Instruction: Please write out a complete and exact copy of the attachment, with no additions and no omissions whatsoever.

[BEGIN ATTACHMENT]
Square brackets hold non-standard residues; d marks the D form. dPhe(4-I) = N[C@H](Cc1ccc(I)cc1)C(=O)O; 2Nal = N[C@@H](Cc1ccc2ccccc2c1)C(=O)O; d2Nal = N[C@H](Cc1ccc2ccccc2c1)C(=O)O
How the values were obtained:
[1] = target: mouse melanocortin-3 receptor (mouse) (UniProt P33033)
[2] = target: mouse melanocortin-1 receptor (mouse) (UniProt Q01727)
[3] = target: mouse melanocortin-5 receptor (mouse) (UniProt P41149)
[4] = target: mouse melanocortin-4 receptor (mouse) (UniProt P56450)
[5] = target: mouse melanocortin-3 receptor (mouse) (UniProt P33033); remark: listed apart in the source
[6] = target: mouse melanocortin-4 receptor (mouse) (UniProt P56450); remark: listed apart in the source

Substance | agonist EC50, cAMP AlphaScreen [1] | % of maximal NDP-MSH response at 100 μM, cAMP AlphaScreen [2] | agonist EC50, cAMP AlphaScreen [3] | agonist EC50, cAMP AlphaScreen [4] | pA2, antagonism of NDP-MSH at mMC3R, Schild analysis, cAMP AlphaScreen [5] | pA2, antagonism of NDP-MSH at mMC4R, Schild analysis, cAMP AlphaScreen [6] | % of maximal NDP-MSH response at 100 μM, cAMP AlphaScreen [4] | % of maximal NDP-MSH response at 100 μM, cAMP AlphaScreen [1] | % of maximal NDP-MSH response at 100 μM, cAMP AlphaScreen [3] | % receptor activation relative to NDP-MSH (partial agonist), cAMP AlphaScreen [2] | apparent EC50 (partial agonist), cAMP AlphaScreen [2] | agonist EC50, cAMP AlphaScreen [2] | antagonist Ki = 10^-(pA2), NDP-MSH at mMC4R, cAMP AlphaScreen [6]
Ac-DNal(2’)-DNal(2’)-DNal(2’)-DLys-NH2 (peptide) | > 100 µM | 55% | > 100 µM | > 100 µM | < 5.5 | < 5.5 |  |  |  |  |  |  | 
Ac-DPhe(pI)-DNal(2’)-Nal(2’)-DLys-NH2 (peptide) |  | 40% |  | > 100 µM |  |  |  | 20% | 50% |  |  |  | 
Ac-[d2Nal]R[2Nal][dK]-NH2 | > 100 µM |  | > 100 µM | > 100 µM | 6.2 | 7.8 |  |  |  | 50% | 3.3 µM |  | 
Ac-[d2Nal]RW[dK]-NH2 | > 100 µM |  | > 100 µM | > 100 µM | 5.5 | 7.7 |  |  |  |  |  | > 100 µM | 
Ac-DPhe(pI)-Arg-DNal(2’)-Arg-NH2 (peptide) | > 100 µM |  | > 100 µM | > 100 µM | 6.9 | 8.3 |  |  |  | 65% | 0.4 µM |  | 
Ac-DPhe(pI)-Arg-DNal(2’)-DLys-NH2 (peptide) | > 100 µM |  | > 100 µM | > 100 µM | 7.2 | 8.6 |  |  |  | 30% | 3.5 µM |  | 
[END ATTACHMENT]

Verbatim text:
Square brackets hold non-standard residues; d marks the D form. dPhe(4-I) = N[C@H](Cc1ccc(I)cc1)C(=O)O; 2Nal = N[C@@H](Cc1ccc2ccccc2c1)C(=O)O; d2Nal = N[C@H](Cc1ccc2ccccc2c1)C(=O)O
How the values were obtained:
[1] = target: mouse melanocortin-3 receptor (mouse) (UniProt P33033)
[2] = target: mouse melanocortin-1 receptor (mouse) (UniProt Q01727)
[3] = target: mouse melanocortin-5 receptor (mouse) (UniProt P41149)
[4] = target: mouse melanocortin-4 receptor (mouse) (UniProt P56450)
[5] = target: mouse melanocortin-3 receptor (mouse) (UniProt P33033); remark: listed apart in the source
[6] = target: mouse melanocortin-4 receptor (mouse) (UniProt P56450); remark: listed apart in the source

Substance | agonist EC50, cAMP AlphaScreen [1] | % of maximal NDP-MSH response at 100 μM, cAMP AlphaScreen [2] | agonist EC50, cAMP AlphaScreen [3] | agonist EC50, cAMP AlphaScreen [4] | pA2, antagonism of NDP-MSH at mMC3R, Schild analysis, cAMP AlphaScreen [5] | pA2, antagonism of NDP-MSH at mMC4R, Schild analysis, cAMP AlphaScreen [6] | % of maximal NDP-MSH response at 100 μM, cAMP AlphaScreen [4] | % of maximal NDP-MSH response at 100 μM, cAMP AlphaScreen [1] | % of maximal NDP-MSH response at 100 μM, cAMP AlphaScreen [3] | % receptor activation relative to NDP-MSH (partial agonist), cAMP AlphaScreen [2] | apparent EC50 (partial agonist), cAMP AlphaScreen [2] | agonist EC50, cAMP AlphaScreen [2] | antagonist Ki = 10^-(pA2), NDP-MSH at mMC4R, cAMP AlphaScreen [6]
Ac-DNal(2’)-DNal(2’)-DNal(2’)-DLys-NH2 (peptide) | > 100 µM | 55% | > 100 µM | > 100 µM | < 5.5 | < 5.5 |  |  |  |  |  |  | 
Ac-DPhe(pI)-DNal(2’)-Nal(2’)-DLys-NH2 (peptide) |  | 40% |  | > 100 µM |  |  |  | 20% | 50% |  |  |  | 
Ac-[d2Nal]R[2Nal][dK]-NH2 | > 100 µM |  | > 100 µM | > 100 µM | 6.2 | 7.8 |  |  |  | 50% | 3.3 µM |  | 
Ac-[d2Nal]RW[dK]-NH2 | > 100 µM |  | > 100 µM | > 100 µM | 5.5 | 7.7 |  |  |  |  |  | > 100 µM | 
Ac-DPhe(pI)-Arg-DNal(2’)-Arg-NH2 (peptide) | > 100 µM |  | > 100 µM | > 100 µM | 6.9 | 8.3 |  |  |  | 65% | 0.4 µM |  | 
Ac-DPhe(pI)-Arg-DNal(2’)-DLys-NH2 (peptide) | > 100 µM |  | > 100 µM | > 100 µM | 7.2 | 8.6 |  |  |  | 30% | 3.5 µM |  | 